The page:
However, section 13 (4) states baldly in direct contradiction that ''any failure to comply with sub-section (2) does not invalidate the making of a declaration''.

Mrs Child tells us:

The minister must call for, and consider, the report of an independent person.

But the bill states in section 10 (1) c:

''Where the Minister has received a report from a person nominated by him. . .' '

She says:

''He (the minister) must also consult with his Cabinet colleagues before making any declaration.''

There is no such provision in the bill.

She tells us:

The legislation has been drafted in consultation with the Aborigines.

No such boast can be made of other non-Aboriginal Australian groups. . .

I think I have dealt with this situation of consultation, consultation that has not come about with State governments, with the Territory Government or with the Aboriginal people whom this legislation is all about. Let me continue with one or two quotations. In the Australian Financial Review of 10 May 1984 there was an article which stated, in part:

The substantial powers of interpretation placed in the hands of the Federal Minister for Aboriginal Affairs under the Government's Aboriginal Heritage legislation will open the way to intense lobbying over controversial heritage declarations.

In the Age of 17 August, under the heading 'Talks collapse so blacks will lobby Caucus on Holding', there appeared an article which stated, in part:

The NAC has stepped up its attack on Mr Holding's handling of the portfolio accusing him of ignoring the ALP platform on Aboriginal Affairs.

The NAC is angered also by the Government's hard-line interpretation of new legislation to protect Aboriginal sacred sites. The first three applications by Aboriginal groups have all been rejected.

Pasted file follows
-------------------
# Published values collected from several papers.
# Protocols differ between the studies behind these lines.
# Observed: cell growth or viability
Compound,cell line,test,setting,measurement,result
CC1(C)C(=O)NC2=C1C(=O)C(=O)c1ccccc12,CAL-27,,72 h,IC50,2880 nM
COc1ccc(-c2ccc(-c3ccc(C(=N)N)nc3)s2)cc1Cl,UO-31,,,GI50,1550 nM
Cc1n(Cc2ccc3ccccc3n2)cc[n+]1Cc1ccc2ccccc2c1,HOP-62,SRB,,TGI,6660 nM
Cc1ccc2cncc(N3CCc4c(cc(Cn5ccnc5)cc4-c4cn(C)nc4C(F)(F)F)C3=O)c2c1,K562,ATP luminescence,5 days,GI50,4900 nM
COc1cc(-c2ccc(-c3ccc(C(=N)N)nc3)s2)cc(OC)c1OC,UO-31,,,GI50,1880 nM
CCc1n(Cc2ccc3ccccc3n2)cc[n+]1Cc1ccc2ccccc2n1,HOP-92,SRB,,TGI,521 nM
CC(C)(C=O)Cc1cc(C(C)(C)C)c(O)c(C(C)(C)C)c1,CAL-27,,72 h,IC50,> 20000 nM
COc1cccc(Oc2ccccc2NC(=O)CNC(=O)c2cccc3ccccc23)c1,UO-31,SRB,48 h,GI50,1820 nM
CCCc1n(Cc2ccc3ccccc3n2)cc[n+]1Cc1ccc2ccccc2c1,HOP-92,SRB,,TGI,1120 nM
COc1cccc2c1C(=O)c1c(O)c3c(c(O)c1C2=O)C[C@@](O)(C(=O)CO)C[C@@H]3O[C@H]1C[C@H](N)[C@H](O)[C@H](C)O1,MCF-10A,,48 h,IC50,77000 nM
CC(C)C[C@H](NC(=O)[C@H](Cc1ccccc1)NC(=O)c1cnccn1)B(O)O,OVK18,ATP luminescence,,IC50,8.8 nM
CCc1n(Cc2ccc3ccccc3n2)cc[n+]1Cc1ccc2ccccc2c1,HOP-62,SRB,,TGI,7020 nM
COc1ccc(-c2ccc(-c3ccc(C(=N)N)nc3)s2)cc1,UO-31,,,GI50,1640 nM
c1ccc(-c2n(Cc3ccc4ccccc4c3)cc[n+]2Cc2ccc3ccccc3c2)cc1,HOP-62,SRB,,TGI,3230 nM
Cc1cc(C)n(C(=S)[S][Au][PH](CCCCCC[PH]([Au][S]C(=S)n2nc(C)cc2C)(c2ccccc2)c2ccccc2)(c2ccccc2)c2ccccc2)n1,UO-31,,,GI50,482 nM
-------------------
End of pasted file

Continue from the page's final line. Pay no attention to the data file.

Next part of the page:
We know all about that. We have been told many times this afternoon. In the Australian of 8 August, under the heading 'Prompt action is needed on land laws' , the editorial stated, in part:

Nonetheless, it is evident that the Commonwealth Government has been induced to act so decisively because of its fear that it could become involved in a dangerous dispute with the West Australian Labor Government. Despite assurances that the Acting Minister has exercised her own discretion, it seems highly unlikely that she has not been subject to the prompting of her Cabinet colleagues.

I could go on at length. If we want to get the viewpoint of the nation, of the media and of the people in the country, I suggest the Senate need only open its ears and heed the advice. We are saying that, for the benefit of the sacred sites, the legislation must be repealed. The onus, the responsibility, for such legislation is a State responsibility. I do not believe that a Federal Act, as if from a god living up in the clouds, can decree what the little people will or will not have to do. It is quite obvious that this legislation is controversial. It is quite obvious that it is causing considerable pains within the community. It is causing considerable pains among the Aboriginal people. I request the Government to review the matter.